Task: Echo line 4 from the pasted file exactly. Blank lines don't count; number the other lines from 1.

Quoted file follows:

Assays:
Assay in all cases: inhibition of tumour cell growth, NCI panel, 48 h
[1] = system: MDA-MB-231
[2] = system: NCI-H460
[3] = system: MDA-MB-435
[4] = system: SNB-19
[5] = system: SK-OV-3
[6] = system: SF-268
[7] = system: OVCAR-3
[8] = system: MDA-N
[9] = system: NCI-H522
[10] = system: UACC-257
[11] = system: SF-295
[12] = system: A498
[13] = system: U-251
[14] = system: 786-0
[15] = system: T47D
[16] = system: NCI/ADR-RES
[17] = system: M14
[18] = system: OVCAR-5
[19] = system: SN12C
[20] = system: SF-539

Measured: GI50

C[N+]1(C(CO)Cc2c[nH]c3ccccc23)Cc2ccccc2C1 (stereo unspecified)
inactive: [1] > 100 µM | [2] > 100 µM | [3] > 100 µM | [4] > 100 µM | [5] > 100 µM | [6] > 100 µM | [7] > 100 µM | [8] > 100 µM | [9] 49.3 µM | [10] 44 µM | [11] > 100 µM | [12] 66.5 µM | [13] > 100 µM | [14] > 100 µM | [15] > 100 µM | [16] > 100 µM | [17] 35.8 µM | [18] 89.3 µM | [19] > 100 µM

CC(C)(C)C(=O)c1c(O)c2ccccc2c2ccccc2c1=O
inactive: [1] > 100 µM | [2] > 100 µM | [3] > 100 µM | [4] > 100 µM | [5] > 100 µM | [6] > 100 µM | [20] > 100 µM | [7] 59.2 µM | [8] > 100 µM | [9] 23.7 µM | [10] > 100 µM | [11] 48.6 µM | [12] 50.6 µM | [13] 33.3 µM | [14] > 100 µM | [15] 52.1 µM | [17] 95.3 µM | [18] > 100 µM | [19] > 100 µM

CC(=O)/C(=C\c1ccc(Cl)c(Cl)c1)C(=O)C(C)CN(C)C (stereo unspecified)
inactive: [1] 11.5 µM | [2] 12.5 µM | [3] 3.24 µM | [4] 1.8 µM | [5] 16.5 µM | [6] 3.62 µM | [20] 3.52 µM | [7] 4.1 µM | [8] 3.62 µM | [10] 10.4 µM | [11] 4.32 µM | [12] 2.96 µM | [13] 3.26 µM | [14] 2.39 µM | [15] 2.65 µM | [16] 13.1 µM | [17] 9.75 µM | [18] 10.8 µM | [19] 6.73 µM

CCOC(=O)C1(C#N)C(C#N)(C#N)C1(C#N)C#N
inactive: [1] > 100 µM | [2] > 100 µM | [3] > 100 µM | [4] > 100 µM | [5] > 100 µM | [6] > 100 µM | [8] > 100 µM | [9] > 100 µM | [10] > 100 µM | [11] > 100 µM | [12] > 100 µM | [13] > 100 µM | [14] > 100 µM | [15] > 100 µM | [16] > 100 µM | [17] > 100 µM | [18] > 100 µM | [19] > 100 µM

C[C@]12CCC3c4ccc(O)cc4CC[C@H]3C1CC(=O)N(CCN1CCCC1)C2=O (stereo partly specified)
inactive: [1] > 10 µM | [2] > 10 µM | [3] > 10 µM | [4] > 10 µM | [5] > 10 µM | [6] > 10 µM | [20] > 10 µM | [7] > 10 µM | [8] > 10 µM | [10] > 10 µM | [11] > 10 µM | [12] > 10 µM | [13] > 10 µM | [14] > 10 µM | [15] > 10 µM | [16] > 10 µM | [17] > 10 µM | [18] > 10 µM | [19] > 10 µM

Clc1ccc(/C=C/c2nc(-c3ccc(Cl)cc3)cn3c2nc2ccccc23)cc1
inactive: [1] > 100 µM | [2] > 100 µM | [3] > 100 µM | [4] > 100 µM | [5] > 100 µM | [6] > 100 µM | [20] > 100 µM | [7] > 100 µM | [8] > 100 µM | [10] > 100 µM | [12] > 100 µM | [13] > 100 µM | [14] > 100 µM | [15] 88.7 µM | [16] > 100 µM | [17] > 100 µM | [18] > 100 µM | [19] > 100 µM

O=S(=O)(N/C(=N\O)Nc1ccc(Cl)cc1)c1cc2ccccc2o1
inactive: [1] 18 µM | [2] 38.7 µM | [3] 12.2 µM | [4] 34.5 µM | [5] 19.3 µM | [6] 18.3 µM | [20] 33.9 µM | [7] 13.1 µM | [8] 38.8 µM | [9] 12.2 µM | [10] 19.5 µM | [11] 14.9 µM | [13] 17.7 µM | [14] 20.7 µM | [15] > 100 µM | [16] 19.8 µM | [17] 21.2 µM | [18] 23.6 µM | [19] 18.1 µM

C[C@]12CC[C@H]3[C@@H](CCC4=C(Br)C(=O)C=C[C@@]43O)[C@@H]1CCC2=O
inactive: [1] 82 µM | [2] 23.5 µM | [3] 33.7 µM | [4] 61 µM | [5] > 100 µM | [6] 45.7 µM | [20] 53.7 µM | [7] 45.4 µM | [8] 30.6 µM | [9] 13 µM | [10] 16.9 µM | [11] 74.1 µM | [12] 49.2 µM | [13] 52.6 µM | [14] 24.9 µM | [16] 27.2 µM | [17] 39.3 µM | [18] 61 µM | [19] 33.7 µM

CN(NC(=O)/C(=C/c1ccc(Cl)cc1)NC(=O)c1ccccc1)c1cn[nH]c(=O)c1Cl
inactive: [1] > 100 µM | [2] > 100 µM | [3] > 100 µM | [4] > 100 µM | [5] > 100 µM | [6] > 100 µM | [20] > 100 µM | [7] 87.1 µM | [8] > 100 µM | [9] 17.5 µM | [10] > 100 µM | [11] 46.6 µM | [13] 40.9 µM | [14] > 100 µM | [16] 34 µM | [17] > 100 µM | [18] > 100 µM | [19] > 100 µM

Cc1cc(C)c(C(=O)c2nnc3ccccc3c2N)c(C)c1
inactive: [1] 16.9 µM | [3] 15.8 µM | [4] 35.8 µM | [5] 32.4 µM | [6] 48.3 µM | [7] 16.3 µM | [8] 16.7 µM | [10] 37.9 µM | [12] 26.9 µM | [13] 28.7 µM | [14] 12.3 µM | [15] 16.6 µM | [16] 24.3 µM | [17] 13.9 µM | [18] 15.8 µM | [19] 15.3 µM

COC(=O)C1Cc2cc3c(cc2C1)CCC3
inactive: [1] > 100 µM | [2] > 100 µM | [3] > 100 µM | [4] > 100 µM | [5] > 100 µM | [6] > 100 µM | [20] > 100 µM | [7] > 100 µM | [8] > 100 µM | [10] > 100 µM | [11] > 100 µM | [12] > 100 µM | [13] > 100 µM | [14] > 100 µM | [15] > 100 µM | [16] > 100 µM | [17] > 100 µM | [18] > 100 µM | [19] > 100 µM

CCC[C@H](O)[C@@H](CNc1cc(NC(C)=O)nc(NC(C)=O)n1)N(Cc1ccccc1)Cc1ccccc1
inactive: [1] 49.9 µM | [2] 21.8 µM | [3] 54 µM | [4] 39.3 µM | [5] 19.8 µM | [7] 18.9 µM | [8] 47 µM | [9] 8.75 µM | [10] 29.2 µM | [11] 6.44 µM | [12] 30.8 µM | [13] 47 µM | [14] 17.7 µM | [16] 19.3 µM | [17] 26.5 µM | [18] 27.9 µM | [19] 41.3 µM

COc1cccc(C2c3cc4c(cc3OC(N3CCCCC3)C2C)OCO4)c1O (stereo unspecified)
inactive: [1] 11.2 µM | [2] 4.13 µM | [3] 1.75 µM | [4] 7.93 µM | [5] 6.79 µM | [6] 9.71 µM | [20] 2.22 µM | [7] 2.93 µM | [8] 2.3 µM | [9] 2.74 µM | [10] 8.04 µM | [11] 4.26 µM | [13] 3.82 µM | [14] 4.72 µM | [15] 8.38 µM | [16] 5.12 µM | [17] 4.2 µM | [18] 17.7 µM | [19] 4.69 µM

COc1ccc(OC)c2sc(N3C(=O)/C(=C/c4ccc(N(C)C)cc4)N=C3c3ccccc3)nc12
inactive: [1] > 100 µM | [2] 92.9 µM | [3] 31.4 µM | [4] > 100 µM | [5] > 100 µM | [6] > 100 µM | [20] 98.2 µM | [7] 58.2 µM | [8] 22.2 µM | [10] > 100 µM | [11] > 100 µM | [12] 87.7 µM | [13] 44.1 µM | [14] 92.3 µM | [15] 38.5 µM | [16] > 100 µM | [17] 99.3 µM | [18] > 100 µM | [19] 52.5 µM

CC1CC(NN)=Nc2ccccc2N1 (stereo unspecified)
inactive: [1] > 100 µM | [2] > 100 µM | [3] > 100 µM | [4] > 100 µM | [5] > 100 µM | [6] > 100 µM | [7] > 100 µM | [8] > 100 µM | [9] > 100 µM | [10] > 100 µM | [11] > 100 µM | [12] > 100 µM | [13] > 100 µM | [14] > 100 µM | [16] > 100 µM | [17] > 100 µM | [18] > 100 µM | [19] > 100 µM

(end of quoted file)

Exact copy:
[2] = system: NCI-H460